Rolf Hochhuth

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Rolf Hochhuth (born 1 April 1931, in Eschwege) is a German author and playwright. He is best known for his 1963 drama The Deputy and remains a controversial figure for his plays and other public comments, such as his 2005 defense of Holocaust denier David Irving.


Life and career


Rolf Hochhuth is descended from an old-established Hessian burgess family. During World War II, he was a member of the Deutsches Jungvolk. In 1948 he did an apprenticeship as a bookseller. Between 1950 and 1955 he worked in bookshops in Marburg, Kassel and Munich. At the same time he attended university lectures as a guest student and began with early attempts at writing fiction. Between 1955 and 1963 he was a lector at a major West-German publishing house.

The Deputy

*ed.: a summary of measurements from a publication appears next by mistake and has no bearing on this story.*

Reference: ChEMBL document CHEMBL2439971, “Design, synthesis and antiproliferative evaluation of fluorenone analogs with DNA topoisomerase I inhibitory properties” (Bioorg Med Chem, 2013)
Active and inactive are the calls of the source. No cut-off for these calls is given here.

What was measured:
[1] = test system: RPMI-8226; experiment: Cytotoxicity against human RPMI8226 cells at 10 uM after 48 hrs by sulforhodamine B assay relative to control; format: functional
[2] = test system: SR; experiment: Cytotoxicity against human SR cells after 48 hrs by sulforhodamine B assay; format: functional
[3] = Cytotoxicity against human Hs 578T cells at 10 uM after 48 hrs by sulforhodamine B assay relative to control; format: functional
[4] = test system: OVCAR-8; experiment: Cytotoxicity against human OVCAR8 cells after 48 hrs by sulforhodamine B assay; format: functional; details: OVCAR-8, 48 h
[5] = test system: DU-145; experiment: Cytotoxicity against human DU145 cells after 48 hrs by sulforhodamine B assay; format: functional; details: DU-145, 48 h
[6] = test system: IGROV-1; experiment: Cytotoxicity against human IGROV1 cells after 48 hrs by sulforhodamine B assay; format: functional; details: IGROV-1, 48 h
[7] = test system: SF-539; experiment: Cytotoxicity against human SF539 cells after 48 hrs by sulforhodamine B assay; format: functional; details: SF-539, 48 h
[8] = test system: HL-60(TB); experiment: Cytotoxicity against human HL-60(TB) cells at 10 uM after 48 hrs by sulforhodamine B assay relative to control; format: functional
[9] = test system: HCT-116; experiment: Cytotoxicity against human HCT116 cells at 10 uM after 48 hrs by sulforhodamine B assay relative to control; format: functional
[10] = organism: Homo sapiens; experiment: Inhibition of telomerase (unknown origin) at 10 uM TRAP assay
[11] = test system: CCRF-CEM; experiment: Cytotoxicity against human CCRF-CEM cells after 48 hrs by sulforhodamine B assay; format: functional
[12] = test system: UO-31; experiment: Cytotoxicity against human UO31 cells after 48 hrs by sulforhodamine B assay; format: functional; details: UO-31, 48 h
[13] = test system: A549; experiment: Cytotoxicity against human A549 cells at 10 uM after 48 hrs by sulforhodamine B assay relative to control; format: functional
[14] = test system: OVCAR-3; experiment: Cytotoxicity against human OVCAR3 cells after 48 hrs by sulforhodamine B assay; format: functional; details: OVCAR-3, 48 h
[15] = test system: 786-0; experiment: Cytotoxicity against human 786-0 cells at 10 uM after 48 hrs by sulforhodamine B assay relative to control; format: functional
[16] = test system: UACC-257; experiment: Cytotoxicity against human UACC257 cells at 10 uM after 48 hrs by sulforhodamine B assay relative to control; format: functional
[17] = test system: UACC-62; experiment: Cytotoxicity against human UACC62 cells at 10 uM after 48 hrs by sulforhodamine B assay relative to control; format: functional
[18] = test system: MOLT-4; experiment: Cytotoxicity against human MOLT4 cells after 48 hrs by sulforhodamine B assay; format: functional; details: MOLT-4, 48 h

Hochhuth's plays include his 1963 drama Der Stellvertreter. Ein christliches Trauerspiel (The Deputy, a Christian Tragedy, translated by Richard & Clara Winston, 1964), that caused controversy because of its criticism of Pope Pius XII's role in World War II. The play was subsequently published in the UK in Robert David MacDonald's translation as The Representative (1965).

It is regarded by some as a work of considerable literary merit, though publisher Ed Keating and journalist Warren Hinckle, who organized a committee to defend the play as a matter of free speech, considered it "dramaturgically flawed".[1] In 2007, Ion Mihai Pacepa, a former Romanian spymaster, alleged that the play was part of a KGB campaign to discredit Pius XII.[2] A leading German newspaper opined "that Hochhuth did not require any KGB assistance for his one-sided presentation of history.[3][4]

The unedited version of the play is over five hours long and includes the true story of Kurt Gerstein. Gerstein, a devout Protestant and later a member of the SS, wrote an eyewitness report about the gas chambers and, after the war, mysteriously died as a POW.[5]

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